San Diego's Regional Allied Health and Science Initiative


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Janet Hoff
Project Manager and Student Advisor
Regional Allied Health and Science Initiative/Grossmont College
El Cajon, CA

Heather Pearson
RAHSI Curriculum Resource Specialist
Regional Allied Health and Science Initiative/Grossmont Union High School District
San Diego, CA

Sheila Krotz
RAHSI Sweetwater Union High School District Pathway Lead
Regional Allied Health and Science Initiative/SUHSD
San Diego, CA

RAHSI is a countywide Health Pathways collaboration that started with SB70 Quick Start funding in 2006. The 4-course sequence being adopted by 20 high schools (7 districts) is Medical Biology, Medical Chemistry, Medical Physiology, and either ROP/CTE or Healthcare Internship. New focus on data collection, student advising, and

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  • San Diego's Regional Allied Health and Science Initiative

    1. 2. High School Health Pathways: Linking Science and Health Career Preparation <ul><li>California Career Pathways Consortia Educating for Careers Conference </li></ul><ul><li>February 23, 2009 </li></ul><ul><li>Janet Hoff, Program Manager </li></ul><ul><li>Heather Peterson, Curriculum Specialist </li></ul><ul><li>Regional Allied Health & Science Initiative – San Diego County </li></ul><ul><li>Based at Grossmont-Cuyamaca Community College District </li></ul>
    2. 3. Healthcare Workforce Crisis <ul><li>Demand exceeds supply (consumer & training level) </li></ul><ul><li>Gap exacerbated by baby boomers’ demand for services and the retiring workforce </li></ul><ul><li>2004  2010, California employment in the healthcare sector expected to grow between 23 and 37% </li></ul><ul><li>Greatest projected growth: RN, LVN, nursing aides and orderlies, dental assistants and hygienists, physical therapists, and radiological technologists </li></ul>
    3. 4. Pipeline Challenges * <ul><li>Lack of awareness regarding health sector career opportunities </li></ul><ul><li>Limited availability of science prerequisite courses (Anatomy & Physiology, Microbiology) </li></ul><ul><li>High attrition rates in prerequisite courses </li></ul><ul><li>Long waiting lists for training programs </li></ul><ul><li>Availability of qualified faculty </li></ul><ul><li>Limited clinical placements </li></ul><ul><li>High attrition rates in licensure/training programs </li></ul><ul><li>Workforce retention </li></ul><ul><li>* Many of these involve the state policy level </li></ul>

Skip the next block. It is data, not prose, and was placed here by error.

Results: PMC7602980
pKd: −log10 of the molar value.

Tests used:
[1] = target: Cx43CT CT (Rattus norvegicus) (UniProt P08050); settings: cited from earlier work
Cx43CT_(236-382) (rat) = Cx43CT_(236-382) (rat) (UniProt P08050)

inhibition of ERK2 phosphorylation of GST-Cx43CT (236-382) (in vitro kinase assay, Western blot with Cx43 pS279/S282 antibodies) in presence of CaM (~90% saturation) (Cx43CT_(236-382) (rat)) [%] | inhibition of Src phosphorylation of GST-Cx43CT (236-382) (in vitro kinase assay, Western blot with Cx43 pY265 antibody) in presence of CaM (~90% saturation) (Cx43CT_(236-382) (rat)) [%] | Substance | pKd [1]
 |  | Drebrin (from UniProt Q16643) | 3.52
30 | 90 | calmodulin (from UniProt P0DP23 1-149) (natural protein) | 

4. 5. A piece of the puzzle – RAHSI Mission/Vision <ul><li>The Regional Allied Health and Science Initiative supports the building and implementation of high school Health Career Pathway programs in San Diego County , with a focus on: </li></ul><ul><ul><li>Health and medical curricula in the academic sciences </li></ul></ul><ul><ul><li>Student internships and other career exploration opportunities </li></ul></ul><ul><ul><li>Teacher externships and professional development </li></ul></ul><ul><ul><li>Countywide collaboration among high school & college educators and administrators (including possibilities for course and program articulation) </li></ul></ul><ul><li>Students that complete a RAHSI Health Career Pathway course sequence will be prepared to pursue any health training program of their choice, from technician to physician. </li></ul><ul><ul><li>The RAHSI vision is intended for students of all academic levels and backgrounds </li></ul></ul>
    5. 6. Regional Allied Health & Science Initiative (RAHSI) – San Diego County <ul><li>Initiative Goals: </li></ul><ul><li>Increase high school students’ awareness of college allied health programs </li></ul><ul><li>Improve performance in high school and college science courses </li></ul><ul><li>Improve transition and retention rates in college health training programs </li></ul>
    6. 7. Regional Allied Health & Science Initiative (RAHSI) – San Diego County Health Career Pathways <ul><li>Description : A sequence of academic and CTE courses that infuse health/medical content and applications into the curricula over a three or four-year period </li></ul>
    7. 8. Science and Healthcare? <ul><li>Evidence suggests that students are not transitioning well and completing “gatekeeper” college science coursework —commonly Anatomy, Physiology, and Microbiology—that allows access to health professions training programs </li></ul><ul><li>It makes sense that students should be prepared for higher education and health careers by a multidisciplinary team that includes both science and the Regional Occupational Programs (ROP) disciplines; “ROP cannot bear the burden alone” </li></ul>
    8. 9. Science and Healthcare? <ul><li>Experience demonstrates that a comprehensive, multidisciplinary, multi-level Pathway Team —teachers, counselors, and administrators—creates more sustainable programming that can outlast changes over time, funding, and personnel </li></ul><ul><li>The health-careers pipeline challenges are very complex; the role of the Regional Allied Health and Science Initiative is to offer colleges and industry a more prepared student “product” that will not waste already strained resources </li></ul>